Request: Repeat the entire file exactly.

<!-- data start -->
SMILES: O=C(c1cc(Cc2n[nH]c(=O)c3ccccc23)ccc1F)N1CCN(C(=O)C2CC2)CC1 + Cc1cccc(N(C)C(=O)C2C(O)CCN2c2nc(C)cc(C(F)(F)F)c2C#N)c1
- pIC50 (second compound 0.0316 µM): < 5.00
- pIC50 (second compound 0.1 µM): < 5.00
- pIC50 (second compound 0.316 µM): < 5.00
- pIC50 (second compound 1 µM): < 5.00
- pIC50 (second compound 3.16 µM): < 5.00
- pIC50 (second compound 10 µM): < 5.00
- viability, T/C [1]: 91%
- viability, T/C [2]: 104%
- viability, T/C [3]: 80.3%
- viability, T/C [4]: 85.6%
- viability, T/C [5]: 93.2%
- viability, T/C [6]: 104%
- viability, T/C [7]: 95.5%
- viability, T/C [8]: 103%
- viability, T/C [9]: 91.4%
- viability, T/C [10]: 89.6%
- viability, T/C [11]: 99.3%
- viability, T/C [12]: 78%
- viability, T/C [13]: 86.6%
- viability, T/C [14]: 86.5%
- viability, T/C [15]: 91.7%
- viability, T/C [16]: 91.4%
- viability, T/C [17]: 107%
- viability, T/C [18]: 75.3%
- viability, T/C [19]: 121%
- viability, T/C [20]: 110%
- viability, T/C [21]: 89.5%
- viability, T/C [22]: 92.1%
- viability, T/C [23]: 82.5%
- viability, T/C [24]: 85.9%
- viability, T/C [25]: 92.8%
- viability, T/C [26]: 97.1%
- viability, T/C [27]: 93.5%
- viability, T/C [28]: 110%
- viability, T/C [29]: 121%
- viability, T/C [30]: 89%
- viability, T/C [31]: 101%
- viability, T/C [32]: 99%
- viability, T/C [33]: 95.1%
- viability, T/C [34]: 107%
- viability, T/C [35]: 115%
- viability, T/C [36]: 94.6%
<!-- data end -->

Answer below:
SMILES: O=C(c1cc(Cc2n[nH]c(=O)c3ccccc23)ccc1F)N1CCN(C(=O)C2CC2)CC1 + Cc1cccc(N(C)C(=O)C2C(O)CCN2c2nc(C)cc(C(F)(F)F)c2C#N)c1
- pIC50 (second compound 0.0316 µM): < 5.00
- pIC50 (second compound 0.1 µM): < 5.00
- pIC50 (second compound 0.316 µM): < 5.00
- pIC50 (second compound 1 µM): < 5.00
- pIC50 (second compound 3.16 µM): < 5.00
- pIC50 (second compound 10 µM): < 5.00
- viability, T/C [1]: 91%
- viability, T/C [2]: 104%
- viability, T/C [3]: 80.3%
- viability, T/C [4]: 85.6%
- viability, T/C [5]: 93.2%
- viability, T/C [6]: 104%
- viability, T/C [7]: 95.5%
- viability, T/C [8]: 103%
- viability, T/C [9]: 91.4%
- viability, T/C [10]: 89.6%
- viability, T/C [11]: 99.3%
- viability, T/C [12]: 78%
- viability, T/C [13]: 86.6%
- viability, T/C [14]: 86.5%
- viability, T/C [15]: 91.7%
- viability, T/C [16]: 91.4%
- viability, T/C [17]: 107%
- viability, T/C [18]: 75.3%
- viability, T/C [19]: 121%
- viability, T/C [20]: 110%
- viability, T/C [21]: 89.5%
- viability, T/C [22]: 92.1%
- viability, T/C [23]: 82.5%
- viability, T/C [24]: 85.9%
- viability, T/C [25]: 92.8%
- viability, T/C [26]: 97.1%
- viability, T/C [27]: 93.5%
- viability, T/C [28]: 110%
- viability, T/C [29]: 121%
- viability, T/C [30]: 89%
- viability, T/C [31]: 101%
- viability, T/C [32]: 99%
- viability, T/C [33]: 95.1%
- viability, T/C [34]: 107%
- viability, T/C [35]: 115%
- viability, T/C [36]: 94.6%